There’s a few ways to answer this question. Let’s first start with the very polite, “I’m taking the test in a few months, and I just want to know how long I’ll be stuck at the testing center for.”
What time does the SAT end?
Short answer: You should expect to stay there until around 12:00 PM if you don’t plan on writing the essay, around 1:00 PM if you do. You should read this post if you want to know all the details about what test day is like.
However, you should be a little flexible with your time. Maybe your proctor is a pro at this kind of thing, and knows how to assign seats, hand out forms, and do all kinds of proctor-things very efficiently, so you’re out right on time. Maybe your proctor is doing it for the first time and flubs reading some instructions, or ends up being a little more lenient with when breaks end. These little things can add up, so you might be out around 1:30 PM.
Having an inexperienced proctor is an unlikely scenario, but you should plan on it anyway. If you want to make plans, make them with the expectation that you’ll be leaving the test center around 1:30 PM. Adjust accordingly if you don’t plan on taking the essay. But you really should just go ahead and write the SAT essay.
What time does the ACT end?
Short answer: You should expect to stay there until 12:00 PM if you don’t plan on writing the essay, around 1:00 PM if you do. You should read this post on what time the ACT starts if you want to know all the details about what test day is like.
Yes, I did pretty much just copy/paste that paragraph, but everything that’s said about the SAT pretty much applies to the ACT. They test you on different topics, but the overall structure of both tests is very similar. You have your multiple choice questions for the first 3 hours, with breaks, and then an optional essay at the end.
You should also plan on having an inexperienced proctor if you want to make plans for the rest of that day, like we did above.
What if I qualify for extended time? When will the test end then?
On the SAT: Depending on the sections that you requested extra time on, add that amount to the test. If you requested 50% extra time on all sections of the test, expect to be there 4 hours and 30 minutes if you don’t plan on writing the essay, 5 hours and 45 minutes if you do.
On the ACT: The ACT is interesting in that you get one block of extended time to spend on all the sections, including the essay. If you requested 50% extra time, you will get just over an extra 1 hour 45 minutes to spend as you will. You could choose to spend only 10 more minutes on the math section, but an hour on the reading passages. You do whatever you feel you need to do.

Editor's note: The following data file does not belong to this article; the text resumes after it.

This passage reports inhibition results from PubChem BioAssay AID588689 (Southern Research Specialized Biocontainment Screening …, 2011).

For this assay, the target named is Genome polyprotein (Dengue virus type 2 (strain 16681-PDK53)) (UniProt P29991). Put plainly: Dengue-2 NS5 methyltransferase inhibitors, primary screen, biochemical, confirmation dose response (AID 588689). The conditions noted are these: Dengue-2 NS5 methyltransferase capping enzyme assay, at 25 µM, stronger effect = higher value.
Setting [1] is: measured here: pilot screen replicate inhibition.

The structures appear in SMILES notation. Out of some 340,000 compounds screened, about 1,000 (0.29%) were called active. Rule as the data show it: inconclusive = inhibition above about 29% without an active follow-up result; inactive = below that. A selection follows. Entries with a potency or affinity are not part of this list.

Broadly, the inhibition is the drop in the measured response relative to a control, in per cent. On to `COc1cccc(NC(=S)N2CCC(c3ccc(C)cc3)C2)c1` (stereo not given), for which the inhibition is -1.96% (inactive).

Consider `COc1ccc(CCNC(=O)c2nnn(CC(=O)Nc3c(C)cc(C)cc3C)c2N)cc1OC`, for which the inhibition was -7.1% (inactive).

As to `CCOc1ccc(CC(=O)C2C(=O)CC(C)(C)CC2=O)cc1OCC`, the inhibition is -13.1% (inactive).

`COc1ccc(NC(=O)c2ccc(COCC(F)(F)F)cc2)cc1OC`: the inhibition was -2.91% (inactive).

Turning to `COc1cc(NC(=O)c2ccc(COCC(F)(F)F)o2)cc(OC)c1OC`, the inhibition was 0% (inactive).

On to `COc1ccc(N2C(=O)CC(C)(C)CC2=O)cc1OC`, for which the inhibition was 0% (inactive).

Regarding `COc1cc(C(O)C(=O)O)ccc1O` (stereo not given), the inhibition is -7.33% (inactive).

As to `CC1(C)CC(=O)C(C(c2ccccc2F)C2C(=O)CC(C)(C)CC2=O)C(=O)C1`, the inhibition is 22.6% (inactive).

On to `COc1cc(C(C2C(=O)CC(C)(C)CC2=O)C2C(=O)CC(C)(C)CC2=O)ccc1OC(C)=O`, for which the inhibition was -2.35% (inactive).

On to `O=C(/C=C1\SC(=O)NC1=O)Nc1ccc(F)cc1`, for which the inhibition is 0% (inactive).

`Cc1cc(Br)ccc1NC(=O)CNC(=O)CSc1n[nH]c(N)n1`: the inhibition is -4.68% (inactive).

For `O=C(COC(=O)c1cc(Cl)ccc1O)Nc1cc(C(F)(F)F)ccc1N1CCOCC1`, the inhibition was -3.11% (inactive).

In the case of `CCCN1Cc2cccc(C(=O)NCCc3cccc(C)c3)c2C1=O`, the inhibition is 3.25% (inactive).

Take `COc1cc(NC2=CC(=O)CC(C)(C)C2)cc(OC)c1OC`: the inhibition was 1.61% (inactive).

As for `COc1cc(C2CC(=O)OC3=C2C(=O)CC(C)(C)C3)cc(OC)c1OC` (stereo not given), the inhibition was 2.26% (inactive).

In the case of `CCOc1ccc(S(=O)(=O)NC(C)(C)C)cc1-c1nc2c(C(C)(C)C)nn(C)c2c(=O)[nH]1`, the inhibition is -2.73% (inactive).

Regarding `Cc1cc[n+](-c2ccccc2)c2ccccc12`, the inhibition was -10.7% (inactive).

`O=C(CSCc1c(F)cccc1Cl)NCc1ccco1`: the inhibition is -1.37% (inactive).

Okay, but when does it END? WHEN DOES IT END, JON?!?!
Standardized testing can be like a dark tunnel with no end. You spend months preparing, and hours taking both the practice test and real test. But maybe something didn’t sit right when you were taking the test, and you immediately know that you could do a lot better. Like 100 points better on the SAT. Or 3 points better on the ACT. So you gear up for another round of prep. Schedule a retest whenever you can and continue practicing.
However, if it’s June of your junior year and you want to re-test, be cautious. The regular testing season is over, and the next exam will be either September or October of your senior year. College applications need to be sent in January or February, possibly even early November if you plan on applying early decision. If you’re going to retake the ACT or SAT, make sure you do it by the beginning of your senior year, no later than early October. You don’t want test prep to interfere with keeping up your GPA or writing a strong college essay.
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About Jon Chang
Jon has a degree in neuroscience from Johns Hopkins University and a degree in science journalism from New York University. It's safe to say that he's learned a lot of things over the past decade, but he's learned how to write about those things too. All the while, he’s been tutoring students, helping them better understand their own coursework and showing them how to crack the code of the SAT and ACT. When he's not doing that, you can usually find him singing, playing violin, or coming up with bad puns.
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